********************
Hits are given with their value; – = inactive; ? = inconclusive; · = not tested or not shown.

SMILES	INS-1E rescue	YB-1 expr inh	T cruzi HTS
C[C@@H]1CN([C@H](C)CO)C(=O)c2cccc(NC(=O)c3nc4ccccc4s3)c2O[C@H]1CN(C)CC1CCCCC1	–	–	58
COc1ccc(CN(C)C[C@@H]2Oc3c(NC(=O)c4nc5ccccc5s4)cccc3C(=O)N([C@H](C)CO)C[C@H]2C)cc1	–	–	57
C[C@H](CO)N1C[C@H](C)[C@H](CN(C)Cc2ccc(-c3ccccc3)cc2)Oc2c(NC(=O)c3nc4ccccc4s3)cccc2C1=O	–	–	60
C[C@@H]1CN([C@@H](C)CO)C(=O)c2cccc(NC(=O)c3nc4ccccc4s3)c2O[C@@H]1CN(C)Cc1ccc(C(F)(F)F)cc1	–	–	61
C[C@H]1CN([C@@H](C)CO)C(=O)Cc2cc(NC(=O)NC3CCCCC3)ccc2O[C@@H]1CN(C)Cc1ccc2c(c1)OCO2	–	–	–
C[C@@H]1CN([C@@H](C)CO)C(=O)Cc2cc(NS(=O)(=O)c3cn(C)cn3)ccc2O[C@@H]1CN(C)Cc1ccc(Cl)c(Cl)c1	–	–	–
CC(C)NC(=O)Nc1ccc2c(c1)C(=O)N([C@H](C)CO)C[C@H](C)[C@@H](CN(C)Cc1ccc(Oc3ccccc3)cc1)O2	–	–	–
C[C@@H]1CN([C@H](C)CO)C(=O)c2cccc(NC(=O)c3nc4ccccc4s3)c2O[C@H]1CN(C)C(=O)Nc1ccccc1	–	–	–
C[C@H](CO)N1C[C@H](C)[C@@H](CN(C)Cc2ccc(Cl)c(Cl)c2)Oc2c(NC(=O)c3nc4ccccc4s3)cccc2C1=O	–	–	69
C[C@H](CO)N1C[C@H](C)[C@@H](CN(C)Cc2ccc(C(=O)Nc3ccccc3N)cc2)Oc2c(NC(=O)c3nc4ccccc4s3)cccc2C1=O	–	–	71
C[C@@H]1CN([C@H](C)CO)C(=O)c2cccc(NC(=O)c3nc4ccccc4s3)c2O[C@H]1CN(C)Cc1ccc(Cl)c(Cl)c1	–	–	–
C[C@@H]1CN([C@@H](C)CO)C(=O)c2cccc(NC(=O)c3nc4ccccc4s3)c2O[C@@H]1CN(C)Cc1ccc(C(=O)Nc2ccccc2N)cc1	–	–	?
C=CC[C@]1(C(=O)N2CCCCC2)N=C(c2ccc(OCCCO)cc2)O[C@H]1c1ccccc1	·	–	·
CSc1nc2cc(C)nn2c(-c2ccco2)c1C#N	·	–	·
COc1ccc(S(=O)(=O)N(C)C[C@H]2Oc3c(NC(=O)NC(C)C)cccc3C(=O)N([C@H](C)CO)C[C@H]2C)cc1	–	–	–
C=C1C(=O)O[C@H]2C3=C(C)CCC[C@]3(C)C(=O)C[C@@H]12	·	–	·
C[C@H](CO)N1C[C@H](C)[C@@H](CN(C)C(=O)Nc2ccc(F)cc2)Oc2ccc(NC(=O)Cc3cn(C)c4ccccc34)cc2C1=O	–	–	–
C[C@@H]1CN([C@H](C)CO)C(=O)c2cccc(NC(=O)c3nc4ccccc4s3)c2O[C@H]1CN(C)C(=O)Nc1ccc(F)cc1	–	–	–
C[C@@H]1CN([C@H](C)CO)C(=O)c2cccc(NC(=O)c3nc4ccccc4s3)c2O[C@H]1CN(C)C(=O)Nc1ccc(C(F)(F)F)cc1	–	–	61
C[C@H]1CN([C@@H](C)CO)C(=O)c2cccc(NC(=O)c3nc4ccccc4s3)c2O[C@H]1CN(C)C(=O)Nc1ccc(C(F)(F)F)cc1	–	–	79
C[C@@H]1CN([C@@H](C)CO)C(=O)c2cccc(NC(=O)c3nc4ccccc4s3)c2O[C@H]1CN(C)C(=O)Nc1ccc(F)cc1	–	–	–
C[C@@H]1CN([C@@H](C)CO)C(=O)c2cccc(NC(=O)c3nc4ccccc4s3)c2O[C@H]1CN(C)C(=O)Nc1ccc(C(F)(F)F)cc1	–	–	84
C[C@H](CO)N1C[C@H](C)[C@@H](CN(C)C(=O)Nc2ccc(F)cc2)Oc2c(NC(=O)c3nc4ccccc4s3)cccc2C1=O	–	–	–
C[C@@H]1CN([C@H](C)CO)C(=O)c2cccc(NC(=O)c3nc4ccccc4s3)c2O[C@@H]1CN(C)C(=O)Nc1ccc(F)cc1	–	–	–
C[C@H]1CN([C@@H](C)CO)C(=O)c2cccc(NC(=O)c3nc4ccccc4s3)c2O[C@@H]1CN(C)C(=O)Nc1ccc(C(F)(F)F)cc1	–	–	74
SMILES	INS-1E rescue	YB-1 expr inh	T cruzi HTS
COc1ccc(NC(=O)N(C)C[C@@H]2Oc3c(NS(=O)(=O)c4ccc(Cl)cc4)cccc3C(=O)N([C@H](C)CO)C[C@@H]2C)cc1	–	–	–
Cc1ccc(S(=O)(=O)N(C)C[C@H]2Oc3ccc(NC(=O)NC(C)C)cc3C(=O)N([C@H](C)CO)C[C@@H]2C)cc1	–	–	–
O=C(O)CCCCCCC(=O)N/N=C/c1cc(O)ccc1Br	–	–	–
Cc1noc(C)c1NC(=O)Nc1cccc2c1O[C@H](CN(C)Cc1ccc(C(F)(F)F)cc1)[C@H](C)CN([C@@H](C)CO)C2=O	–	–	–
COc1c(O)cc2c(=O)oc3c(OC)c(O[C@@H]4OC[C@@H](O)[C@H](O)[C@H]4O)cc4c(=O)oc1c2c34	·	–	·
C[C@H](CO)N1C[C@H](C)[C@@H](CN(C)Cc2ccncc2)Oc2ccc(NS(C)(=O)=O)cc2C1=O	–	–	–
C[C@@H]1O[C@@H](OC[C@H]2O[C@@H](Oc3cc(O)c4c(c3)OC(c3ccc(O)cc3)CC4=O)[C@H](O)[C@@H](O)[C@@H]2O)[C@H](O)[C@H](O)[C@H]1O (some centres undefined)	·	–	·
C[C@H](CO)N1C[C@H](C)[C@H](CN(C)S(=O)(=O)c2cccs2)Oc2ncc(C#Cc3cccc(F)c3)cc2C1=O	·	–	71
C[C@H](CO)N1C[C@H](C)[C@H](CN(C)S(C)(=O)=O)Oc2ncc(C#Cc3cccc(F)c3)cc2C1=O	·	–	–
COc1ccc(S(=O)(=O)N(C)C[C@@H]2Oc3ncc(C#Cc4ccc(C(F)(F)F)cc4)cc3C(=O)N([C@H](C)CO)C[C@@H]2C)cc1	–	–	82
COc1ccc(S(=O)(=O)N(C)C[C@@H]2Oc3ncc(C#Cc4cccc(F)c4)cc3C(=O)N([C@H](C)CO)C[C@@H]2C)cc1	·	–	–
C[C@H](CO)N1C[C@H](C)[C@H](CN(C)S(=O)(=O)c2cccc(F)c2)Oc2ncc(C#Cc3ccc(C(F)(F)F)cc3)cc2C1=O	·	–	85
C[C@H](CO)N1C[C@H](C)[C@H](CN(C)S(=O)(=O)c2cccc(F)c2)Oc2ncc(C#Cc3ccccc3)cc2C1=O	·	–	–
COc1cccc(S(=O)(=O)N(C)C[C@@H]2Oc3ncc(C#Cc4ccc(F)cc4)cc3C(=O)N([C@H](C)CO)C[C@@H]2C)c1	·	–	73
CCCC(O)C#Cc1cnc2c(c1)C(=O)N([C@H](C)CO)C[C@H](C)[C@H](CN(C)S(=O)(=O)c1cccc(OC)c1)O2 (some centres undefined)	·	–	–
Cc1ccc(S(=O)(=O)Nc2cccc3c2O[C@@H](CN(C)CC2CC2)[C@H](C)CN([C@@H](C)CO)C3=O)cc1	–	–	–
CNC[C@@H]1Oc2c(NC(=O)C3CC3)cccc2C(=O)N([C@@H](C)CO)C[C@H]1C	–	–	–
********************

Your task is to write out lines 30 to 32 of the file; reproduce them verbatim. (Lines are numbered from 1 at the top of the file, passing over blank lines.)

Cc1ccc(S(=O)(=O)N(C)C[C@H]2Oc3ccc(NC(=O)NC(C)C)cc3C(=O)N([C@H](C)CO)C[C@@H]2C)cc1	–	–	–
O=C(O)CCCCCCC(=O)N/N=C/c1cc(O)ccc1Br	–	–	–
Cc1noc(C)c1NC(=O)Nc1cccc2c1O[C@H](CN(C)Cc1ccc(C(F)(F)F)cc1)[C@H](C)CN([C@@H](C)CO)C2=O	–	–	–